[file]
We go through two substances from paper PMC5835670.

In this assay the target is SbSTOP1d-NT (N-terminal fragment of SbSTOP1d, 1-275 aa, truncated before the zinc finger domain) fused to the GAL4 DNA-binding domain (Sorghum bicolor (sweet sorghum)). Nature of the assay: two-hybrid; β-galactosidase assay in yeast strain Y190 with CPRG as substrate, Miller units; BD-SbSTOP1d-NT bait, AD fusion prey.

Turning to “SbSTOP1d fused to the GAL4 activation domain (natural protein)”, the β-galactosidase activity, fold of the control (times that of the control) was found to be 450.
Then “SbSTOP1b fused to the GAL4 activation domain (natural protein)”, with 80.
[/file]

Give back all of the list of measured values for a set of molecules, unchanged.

We go through two substances from paper PMC5835670.

In this assay the target is SbSTOP1d-NT (N-terminal fragment of SbSTOP1d, 1-275 aa, truncated before the zinc finger domain) fused to the GAL4 DNA-binding domain (Sorghum bicolor (sweet sorghum)). Nature of the assay: two-hybrid; β-galactosidase assay in yeast strain Y190 with CPRG as substrate, Miller units; BD-SbSTOP1d-NT bait, AD fusion prey.

Turning to “SbSTOP1d fused to the GAL4 activation domain (natural protein)”, the β-galactosidase activity, fold of the control (times that of the control) was found to be 450.
Then “SbSTOP1b fused to the GAL4 activation domain (natural protein)”, with 80.